The different locations have all been positively identified, except for "Guzam," which Christian Robin believes is a reference to the Judham tribe.[12]

The final two inscriptions from Abraha's reign discuss the last repairs to the Marib Dam, and potentially the building of the famous Al-Qalis Church, although this is uncertain and may have been construction work at Ghumdan palace.[13] It is dated to 559/60, making it the last known dated Himyarite text.[14]

Hisham ibn al-Kalbi mentions one of the Quraysh, al-Ḥarith ibn Alqama, who was a hostage of the Quraysh was handed over to Abraha the Abyssinian. The Quraysh surrendered him to Abraha, who agreed in return not to sever the commercial relations between his kingdom and Mecca. The need for the surrender of hostages arose after some merchants from Abraha's country had been robbed in Mecca. Another hostage with Abraha, ʿUtbān b. Mālik of the Thaqif tribe, was from Taif, east-southeast of Mecca. Al-Kalbi also provides some details about Abraha's offspring. Rayhana, "daughter of al-Ashram al-Ḥabashī [the Abyssinian]," is said to have given birth to Abraha ibn al-Ṣabbāḥ, "king of Tihamah [along the Red Sea coast]." His brother was Khayr ibn al-Ṣabbāḥ. Another daughter of Abraha, sister of Masruq, was Basbāsa. A nephew of al-Ashram, named Yaksūm, is said to have given the Prophet Muhammad some kind of weapon as a gift.[15]

Year of the Elephant

Main article: Year of the Elephant

Islamic view

Rock carvings from Najran, southern Arabia. The dating of the patina confirms that they are old but the precise date of the carving cannot be established. The carving depicts elephants with their mahouts.[16]
14th-century Persian illustration of Abraha on his attempted destruction of the Kaaba, taken from a "Tarikhnama" (history book).
Abyssinian rout at Mecca in the Year of the Elephant, as depicted in Tareekh Al-Islam Al-Musawwar (published 1964)

Abraha is best known in Islamic accounts for his infamous attempt to attack the Kaaba in Mecca. He aimed to replace the Kaaba by constructing a grand church named the Al-Qullays (from the Greek Ekklesia) in Sanaa.[17][18] He also built a church in Najran for Bani Al-Harith, the House of Allat in Taif for the tribe of Thaqeef, the House of Yareem and the House of Ghamdan in Yemen. To counter the decline of Mecca as a pilgrimage center, the people of North Arabian tribes, specifically the Kināna and the nasaʾa (those responsible for intercalation) desecrated Abraha's church. In response to this act, Abraha resolved to launch an assault on Mecca with the aid of an elephant, with the intention of destroying the Kaaba. The elephant was supposedly provided by the Negus. Abraha's army is said to have included forces from South Arabian tribes, including the 'Akk, al-Ashʿar, and Khath'am.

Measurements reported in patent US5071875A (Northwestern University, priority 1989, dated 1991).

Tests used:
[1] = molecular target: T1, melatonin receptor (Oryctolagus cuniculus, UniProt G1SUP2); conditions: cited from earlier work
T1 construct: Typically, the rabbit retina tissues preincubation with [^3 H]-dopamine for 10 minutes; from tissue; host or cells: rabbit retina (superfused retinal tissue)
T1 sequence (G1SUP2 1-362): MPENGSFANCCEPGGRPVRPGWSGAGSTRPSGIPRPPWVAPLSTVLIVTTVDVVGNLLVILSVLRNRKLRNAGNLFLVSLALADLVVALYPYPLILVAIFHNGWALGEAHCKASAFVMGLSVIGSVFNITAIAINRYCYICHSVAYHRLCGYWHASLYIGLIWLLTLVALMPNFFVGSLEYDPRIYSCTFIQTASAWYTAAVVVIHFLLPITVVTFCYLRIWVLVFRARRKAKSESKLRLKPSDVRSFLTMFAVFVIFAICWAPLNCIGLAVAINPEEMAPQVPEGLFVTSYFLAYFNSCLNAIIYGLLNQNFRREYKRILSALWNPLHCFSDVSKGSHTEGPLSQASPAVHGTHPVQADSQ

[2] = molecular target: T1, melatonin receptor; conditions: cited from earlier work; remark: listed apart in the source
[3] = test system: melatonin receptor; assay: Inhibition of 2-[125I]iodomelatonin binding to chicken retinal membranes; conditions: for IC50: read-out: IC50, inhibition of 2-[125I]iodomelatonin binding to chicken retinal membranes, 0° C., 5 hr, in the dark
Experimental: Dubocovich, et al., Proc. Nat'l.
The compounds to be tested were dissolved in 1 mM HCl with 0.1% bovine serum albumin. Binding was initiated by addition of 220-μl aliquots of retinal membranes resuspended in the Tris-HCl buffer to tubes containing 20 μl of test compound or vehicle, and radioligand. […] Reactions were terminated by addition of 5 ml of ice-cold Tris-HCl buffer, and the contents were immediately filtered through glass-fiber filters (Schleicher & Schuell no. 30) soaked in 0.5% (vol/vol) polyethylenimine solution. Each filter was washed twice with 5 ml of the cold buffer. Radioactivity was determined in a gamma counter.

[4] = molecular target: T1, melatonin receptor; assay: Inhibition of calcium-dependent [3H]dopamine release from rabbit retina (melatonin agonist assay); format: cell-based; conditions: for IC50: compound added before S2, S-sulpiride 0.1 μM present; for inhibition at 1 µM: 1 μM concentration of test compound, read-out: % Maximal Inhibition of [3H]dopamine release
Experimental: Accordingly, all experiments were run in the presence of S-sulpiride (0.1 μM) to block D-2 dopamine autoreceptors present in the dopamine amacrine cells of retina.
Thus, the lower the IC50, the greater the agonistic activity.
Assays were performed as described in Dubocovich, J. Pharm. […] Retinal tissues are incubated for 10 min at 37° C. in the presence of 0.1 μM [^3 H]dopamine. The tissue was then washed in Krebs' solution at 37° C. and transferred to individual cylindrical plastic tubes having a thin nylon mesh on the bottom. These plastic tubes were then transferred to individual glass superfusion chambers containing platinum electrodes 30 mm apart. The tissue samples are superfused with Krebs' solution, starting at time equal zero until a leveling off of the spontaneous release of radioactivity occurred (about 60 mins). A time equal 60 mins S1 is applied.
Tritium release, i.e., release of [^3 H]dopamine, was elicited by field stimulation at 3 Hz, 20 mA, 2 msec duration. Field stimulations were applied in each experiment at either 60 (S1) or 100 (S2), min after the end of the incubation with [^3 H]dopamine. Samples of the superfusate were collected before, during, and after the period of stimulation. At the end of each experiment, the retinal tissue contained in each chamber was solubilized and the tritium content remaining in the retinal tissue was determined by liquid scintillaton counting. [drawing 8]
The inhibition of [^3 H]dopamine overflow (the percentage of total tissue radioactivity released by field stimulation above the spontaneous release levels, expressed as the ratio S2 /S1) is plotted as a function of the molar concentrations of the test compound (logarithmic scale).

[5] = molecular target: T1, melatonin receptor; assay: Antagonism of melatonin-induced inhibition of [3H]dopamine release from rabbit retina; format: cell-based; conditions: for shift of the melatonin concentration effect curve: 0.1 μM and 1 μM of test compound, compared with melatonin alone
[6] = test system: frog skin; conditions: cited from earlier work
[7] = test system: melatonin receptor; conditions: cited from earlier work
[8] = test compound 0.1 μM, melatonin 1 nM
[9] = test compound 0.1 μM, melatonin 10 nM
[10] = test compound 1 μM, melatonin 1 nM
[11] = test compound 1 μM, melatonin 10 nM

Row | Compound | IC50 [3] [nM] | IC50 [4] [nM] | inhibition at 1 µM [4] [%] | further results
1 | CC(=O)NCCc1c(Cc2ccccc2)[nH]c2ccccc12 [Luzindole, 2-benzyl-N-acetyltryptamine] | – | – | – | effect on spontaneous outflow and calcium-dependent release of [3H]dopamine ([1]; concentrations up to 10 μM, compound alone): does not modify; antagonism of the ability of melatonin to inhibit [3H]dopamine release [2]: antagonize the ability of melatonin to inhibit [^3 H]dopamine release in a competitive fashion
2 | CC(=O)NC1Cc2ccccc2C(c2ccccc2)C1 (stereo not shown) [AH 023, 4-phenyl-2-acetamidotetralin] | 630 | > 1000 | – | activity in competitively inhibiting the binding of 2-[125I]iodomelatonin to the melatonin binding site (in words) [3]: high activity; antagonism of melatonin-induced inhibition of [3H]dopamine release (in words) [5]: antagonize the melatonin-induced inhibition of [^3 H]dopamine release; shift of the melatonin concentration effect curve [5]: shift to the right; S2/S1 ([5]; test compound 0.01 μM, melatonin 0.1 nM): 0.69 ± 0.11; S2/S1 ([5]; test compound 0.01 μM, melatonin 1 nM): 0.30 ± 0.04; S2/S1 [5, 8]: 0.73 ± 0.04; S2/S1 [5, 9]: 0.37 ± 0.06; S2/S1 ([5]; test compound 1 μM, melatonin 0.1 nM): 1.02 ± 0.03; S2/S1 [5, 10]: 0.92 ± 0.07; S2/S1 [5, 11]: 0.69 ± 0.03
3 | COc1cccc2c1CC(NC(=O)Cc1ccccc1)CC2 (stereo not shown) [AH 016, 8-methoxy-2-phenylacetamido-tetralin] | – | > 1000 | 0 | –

On his way north, Abraha is said to have passed through the settlements of various Arab tribes from which he took prisoners who were forced to act as his guides. Abraha's army is reported to have eventually crossed through Taif, where the Banu Thaqif provided a guide named Abū Righāl to accompany him. As they approached al-Mughammas, a short distance from Mecca, Abū Righāl died and was laid to rest there and his grave would later be stoned by the Arabs (who were mostly pagans at the time) after the failure of Abraha's expedition.

The memory of the Mecca campaign is encapsulated in "The Year of the Elephant," typically dated to 570 CE, which serves as the starting point for Mecca's pre-Islamic history chronology. Some traditions link Muhammad's birth (usually stated as 570 CE) with this year, while others place his birth either 23 or 40 years after the Year of the Elephant, suggesting a date range between about 530 and 547 CE. Scholars Ibrahim Zein and Ahmed el-Wakil state that the week of the attack according to the Muslim commentaries began Sunday, 14 February 572 (13 Muḥarram 51 Before Hijrah) and the birth of Muhammad was on Monday, 11 April 572 (12 Rabī‘ al-Awwal 51 BH).[19]